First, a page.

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John Swanwick Bradbury, 1st Baron Bradbury GCB (23 September 1872 – 3 May 1950) was a British economist and public servant.

Bradbury was born in Crook Lane, Winsford, Cheshire, the son of John Bradbury and Sarah Cross. He was educated at Manchester Grammar School, The King's School, Chester[1] and Brasenose College, Oxford, and joined the Civil Service in 1896. He served as Private Secretary to the Chancellor of the Exchequer H. H. Asquith from 1905 to 1908, as Principal Clerk in the Treasury and First Treasury Officer of Accounts from 1908 to 1911, as Joint Permanent Secretary to the Treasury from 1913 to 1919 and as the Principal British Delegate to the Reparations Commission in Paris from 1919 to 1925. During the First World War he was the government’s chief economic adviser.

He was appointed Companion of the Order of the Bath (CB) in 1909, Knight Commander of the Order of the Bath (KCB) in 1913, and Knight Grand Cross of the Order of the Bath (GCB) for his services as Principal Reparations Commissioner in the 1920 New Year Honours.[2] In the 1925 New Year Honours, he was raised to the peerage as Baron Bradbury, of Winsford in the County of Chester.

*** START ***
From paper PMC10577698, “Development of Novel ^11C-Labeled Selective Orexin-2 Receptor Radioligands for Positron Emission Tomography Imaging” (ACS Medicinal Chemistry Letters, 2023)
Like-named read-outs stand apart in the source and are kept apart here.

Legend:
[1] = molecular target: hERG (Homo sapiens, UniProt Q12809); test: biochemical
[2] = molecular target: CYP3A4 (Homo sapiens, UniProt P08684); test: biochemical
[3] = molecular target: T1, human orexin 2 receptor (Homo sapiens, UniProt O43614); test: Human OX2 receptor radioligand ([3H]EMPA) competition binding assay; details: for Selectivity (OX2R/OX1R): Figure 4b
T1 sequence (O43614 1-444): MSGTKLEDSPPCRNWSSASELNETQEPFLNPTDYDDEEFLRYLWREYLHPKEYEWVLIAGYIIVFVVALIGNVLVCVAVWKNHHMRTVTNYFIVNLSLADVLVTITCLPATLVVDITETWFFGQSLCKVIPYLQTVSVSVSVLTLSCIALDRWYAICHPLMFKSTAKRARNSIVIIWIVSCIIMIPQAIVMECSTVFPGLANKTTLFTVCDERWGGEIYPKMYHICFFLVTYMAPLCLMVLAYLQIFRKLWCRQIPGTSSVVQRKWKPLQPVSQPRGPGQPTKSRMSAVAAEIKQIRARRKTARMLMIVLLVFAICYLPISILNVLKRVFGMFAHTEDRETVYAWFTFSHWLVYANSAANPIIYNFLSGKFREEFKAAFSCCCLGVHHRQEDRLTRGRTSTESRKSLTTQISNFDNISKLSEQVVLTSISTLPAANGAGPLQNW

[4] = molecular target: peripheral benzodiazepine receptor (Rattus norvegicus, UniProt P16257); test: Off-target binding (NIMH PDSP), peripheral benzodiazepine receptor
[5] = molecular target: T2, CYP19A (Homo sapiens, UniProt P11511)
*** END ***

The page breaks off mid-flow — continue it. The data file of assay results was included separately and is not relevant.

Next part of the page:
Lord Bradbury married Hilda Maude Kirby, daughter of William Arthur Kirby, in 1911. He died in May 1950, aged 77, and was succeeded in the barony by his eldest son John.

Treasury notes signed with Bradbury's name have been known as "Bradburys" or "Bradbury Pound".


  1. ^ "Inspirational Alumni Members". The King's School Chester. Archived from the original on 15 December 2011. Retrieved 2 December 2011.
  2. ^ "No. 31712". The London Gazette (Supplement). 30 December 1919. p. 3.


Peerage of the United Kingdom
Preceded by
New Creation
Baron Bradbury Succeeded by
John Bradbury